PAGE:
Brexit disruption 'better than expected', says European port boss

Brexit caused LESS disruption than expected and has seen a 6% RISE in trade between UK and Europe’s second largest port following months of ‘trouble-free’ shipping

  • Businesses attempting to export goods to EU have faced headaches since Brexit
  • But head of Port of Antwerp says post-Brexit trade much better than anticipated
  • Jacques Vandermeiren recalled month ‘where you don’t see any trouble at all’
  • But warned impact of plans for national minimum wage in UK waters is being felt

The chief executive of of Europe’s second largest shipping port has said Brexit trade disruption has been ‘better than expected’.

Jacques Vandermeiren, head of the Port of Antwerp, said UK trade increased by six per cent last year – with months ‘where you don’t see any trouble at all’.

British businesses attempting to export their goods to the EU have faced a string of headaches since Britain’s exit from the trading bloc.

Companies have bemoaned torrents of extra paperwork, increased costs and repeated rejected deliveries as they have attempted to reach European customers.

But Mr Vandermeiren told The Telegraph: ‘For the United Kingdom, it’s better than what we expected… We expected much more trouble in the port.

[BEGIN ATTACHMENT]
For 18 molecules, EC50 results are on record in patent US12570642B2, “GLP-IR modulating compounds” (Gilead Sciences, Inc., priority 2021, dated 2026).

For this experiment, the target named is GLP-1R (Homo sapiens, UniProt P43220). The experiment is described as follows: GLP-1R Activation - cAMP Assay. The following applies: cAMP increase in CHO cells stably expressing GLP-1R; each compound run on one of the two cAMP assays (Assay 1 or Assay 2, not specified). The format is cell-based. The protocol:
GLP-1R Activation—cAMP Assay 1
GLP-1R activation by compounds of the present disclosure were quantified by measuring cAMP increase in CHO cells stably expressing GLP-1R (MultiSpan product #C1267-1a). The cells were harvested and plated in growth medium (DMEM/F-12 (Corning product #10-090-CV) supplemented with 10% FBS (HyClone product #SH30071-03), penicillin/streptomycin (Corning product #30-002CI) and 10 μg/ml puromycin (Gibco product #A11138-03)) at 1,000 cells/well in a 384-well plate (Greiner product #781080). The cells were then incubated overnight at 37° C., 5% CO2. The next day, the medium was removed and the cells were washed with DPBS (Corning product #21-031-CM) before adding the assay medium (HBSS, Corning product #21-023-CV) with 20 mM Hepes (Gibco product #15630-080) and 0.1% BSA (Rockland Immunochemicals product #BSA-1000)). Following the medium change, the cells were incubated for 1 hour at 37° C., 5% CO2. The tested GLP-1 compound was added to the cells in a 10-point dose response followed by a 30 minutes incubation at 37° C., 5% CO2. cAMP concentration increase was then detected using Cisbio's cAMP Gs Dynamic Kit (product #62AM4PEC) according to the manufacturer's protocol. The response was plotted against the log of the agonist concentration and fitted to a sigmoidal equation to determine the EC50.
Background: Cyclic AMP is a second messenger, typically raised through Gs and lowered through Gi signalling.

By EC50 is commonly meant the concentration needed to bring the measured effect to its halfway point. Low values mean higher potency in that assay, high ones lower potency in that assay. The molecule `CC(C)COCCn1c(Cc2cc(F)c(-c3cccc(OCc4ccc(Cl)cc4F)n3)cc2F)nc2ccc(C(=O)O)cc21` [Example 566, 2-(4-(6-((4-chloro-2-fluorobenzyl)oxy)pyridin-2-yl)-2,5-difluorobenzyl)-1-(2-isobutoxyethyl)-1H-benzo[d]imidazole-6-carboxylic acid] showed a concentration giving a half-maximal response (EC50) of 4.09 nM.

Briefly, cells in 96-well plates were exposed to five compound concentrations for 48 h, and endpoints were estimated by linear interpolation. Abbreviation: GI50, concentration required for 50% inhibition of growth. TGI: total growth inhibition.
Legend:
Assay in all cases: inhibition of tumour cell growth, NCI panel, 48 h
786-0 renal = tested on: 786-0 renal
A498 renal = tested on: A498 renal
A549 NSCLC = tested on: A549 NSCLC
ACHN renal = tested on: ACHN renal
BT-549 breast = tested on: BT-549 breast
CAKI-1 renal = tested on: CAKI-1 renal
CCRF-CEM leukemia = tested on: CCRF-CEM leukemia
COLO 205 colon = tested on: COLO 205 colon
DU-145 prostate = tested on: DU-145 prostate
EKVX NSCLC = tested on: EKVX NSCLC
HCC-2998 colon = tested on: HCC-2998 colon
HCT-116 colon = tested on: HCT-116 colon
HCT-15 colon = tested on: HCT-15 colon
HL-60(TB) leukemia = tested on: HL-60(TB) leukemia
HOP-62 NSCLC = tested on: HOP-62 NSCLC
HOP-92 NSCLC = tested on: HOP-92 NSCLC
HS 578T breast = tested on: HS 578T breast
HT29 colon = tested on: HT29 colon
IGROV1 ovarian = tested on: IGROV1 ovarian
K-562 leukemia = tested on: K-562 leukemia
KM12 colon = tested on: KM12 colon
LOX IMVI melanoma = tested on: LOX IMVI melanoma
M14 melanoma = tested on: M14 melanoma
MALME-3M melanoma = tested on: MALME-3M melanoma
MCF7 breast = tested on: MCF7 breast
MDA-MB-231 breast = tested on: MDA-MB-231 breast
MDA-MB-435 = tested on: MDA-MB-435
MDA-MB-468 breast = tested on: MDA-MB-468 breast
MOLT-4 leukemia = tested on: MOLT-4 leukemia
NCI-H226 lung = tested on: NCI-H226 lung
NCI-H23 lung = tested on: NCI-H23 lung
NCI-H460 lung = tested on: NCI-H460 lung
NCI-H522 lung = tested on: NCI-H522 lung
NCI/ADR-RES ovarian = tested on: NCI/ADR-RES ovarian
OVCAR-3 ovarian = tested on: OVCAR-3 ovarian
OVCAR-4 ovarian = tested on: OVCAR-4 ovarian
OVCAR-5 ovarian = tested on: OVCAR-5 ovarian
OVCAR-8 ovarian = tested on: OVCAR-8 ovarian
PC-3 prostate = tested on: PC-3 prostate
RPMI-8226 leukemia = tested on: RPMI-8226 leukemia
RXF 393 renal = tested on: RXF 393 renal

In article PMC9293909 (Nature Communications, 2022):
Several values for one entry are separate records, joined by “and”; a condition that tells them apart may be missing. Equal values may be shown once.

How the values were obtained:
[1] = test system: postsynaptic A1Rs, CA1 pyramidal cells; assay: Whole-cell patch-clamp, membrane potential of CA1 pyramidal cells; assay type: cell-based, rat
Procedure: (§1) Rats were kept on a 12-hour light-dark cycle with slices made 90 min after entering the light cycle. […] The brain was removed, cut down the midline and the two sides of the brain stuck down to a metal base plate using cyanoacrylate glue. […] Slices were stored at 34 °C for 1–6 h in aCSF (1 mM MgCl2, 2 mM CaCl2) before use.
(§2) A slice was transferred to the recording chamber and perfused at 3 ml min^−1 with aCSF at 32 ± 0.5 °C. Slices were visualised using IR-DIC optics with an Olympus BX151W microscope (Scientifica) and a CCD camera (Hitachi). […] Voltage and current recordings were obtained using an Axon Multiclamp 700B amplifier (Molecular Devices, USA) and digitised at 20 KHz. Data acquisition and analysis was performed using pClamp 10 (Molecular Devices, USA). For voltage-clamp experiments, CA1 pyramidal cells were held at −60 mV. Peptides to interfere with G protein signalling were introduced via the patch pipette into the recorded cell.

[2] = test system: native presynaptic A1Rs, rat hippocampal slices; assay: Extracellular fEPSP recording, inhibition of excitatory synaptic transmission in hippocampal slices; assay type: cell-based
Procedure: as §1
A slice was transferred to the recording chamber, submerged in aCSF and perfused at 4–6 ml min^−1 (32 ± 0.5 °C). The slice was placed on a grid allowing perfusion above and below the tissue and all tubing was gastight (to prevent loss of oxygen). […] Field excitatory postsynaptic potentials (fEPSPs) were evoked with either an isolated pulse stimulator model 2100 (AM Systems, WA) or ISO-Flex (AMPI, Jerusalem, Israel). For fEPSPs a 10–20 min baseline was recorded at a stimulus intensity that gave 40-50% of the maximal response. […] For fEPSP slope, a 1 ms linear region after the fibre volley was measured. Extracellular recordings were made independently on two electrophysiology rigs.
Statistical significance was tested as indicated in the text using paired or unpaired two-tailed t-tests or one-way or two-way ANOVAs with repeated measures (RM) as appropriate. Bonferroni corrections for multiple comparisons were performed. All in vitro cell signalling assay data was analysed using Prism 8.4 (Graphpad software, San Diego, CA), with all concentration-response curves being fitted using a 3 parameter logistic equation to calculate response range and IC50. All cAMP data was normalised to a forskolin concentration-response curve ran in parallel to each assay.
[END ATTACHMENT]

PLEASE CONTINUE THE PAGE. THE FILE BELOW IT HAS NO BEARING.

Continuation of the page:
‘From time to time we see the traffic jams in Dover. The shortage of truckers and the difficulties when it comes to customer and border control. This is from time to time heavy.

‘But then you have months where you don’t see any trouble at all.’

Freight lorry queues continue at The Port of Dover in Kent on Friday – as P&O Ferries services remain suspended

Port of Antwerp CEO Jacques Vandermeiren (pictured) has said Brexit trade disruption has been ‘better than expected’

The Port of Antwerp and Zeebrugge were given the green light to merge in January – allowing the two to more efficiently manage peak times of year.

However, Mr Vandermeiren warned that the impact of UK government plans to enforce ferry operators operating in British waters to pay the national minimum wae, in the wake of the P&O mass sacking of staff, is already beginning to show.

It has led to companies sending UK-bound goods to Irish ports, with Ireland becoming ‘a bigger and more important destination’.

He also cited concern over the closure of Shanghai port due to Covid restrictions.

The city – which is home to the world’s largest container port – has now been in strict lockdown since late March, causing huge backlogs to build up with hundreds of cargo vessels stranded offshore.

Mr Vandermeiren said global supply chains will be ‘disturbed’ and there will likely be ‘an increase in prices for shipping containers’.

His comments on UK trade comes as Portugal has become the first EU country since Brexit to allow visitors from Britain to be fast-tracked through electronic passport gates.

The move to treat British arrivals the same as Europeans could spark ‘a domino effect’ reducing border waiting times at other holiday hotspots, an expert said.

It is seen as a bid to lure Britons away from rival destinations such as Spain , Italy and Greece as travel booms after Covid.

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